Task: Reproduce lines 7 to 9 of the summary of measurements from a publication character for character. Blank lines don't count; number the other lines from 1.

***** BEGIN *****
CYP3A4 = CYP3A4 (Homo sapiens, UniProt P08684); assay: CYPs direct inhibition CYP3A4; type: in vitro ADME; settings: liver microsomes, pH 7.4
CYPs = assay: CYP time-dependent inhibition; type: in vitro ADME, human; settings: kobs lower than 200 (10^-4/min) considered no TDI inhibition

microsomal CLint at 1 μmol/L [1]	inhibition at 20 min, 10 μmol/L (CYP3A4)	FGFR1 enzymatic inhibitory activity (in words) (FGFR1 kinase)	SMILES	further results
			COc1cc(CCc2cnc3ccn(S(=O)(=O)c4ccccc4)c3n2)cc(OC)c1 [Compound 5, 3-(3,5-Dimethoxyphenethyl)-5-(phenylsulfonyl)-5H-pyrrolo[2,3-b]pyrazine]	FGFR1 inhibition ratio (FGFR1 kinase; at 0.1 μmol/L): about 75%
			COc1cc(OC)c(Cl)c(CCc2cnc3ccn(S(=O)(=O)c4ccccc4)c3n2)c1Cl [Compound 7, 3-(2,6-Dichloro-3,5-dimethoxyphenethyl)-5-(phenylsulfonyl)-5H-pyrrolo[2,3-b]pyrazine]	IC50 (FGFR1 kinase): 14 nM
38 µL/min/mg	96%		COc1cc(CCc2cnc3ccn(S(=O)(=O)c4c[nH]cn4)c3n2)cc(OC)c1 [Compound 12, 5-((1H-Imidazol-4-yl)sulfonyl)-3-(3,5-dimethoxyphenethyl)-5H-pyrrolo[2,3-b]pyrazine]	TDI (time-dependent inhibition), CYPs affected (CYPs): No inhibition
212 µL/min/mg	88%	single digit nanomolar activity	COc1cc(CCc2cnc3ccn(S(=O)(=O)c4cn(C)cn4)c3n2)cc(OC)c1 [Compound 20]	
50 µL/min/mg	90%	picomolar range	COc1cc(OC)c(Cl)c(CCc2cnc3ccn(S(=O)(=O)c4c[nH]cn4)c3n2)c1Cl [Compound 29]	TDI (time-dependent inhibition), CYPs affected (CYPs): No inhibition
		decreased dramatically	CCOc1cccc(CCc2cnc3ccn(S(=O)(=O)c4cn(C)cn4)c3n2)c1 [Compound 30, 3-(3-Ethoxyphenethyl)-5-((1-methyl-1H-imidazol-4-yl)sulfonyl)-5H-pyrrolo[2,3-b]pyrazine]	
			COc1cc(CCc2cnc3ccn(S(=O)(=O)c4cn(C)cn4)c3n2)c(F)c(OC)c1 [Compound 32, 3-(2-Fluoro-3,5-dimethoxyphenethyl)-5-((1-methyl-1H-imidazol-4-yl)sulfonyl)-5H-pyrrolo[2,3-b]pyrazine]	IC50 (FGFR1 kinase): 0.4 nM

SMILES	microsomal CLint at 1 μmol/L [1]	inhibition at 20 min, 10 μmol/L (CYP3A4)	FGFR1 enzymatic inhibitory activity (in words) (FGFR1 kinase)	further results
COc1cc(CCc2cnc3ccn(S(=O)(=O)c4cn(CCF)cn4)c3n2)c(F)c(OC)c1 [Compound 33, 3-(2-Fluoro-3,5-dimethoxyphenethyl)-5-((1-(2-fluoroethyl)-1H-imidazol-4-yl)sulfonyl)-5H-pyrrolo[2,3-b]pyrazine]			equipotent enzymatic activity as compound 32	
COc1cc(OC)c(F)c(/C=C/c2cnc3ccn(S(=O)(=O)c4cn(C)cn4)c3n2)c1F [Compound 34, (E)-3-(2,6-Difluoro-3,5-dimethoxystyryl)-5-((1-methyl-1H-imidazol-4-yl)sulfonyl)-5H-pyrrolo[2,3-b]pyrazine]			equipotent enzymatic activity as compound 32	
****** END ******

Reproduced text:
212 µL/min/mg	88%	single digit nanomolar activity	COc1cc(CCc2cnc3ccn(S(=O)(=O)c4cn(C)cn4)c3n2)cc(OC)c1 [Compound 20]	
50 µL/min/mg	90%	picomolar range	COc1cc(OC)c(Cl)c(CCc2cnc3ccn(S(=O)(=O)c4c[nH]cn4)c3n2)c1Cl [Compound 29]	TDI (time-dependent inhibition), CYPs affected (CYPs): No inhibition
		decreased dramatically	CCOc1cccc(CCc2cnc3ccn(S(=O)(=O)c4cn(C)cn4)c3n2)c1 [Compound 30, 3-(3-Ethoxyphenethyl)-5-((1-methyl-1H-imidazol-4-yl)sulfonyl)-5H-pyrrolo[2,3-b]pyrazine]	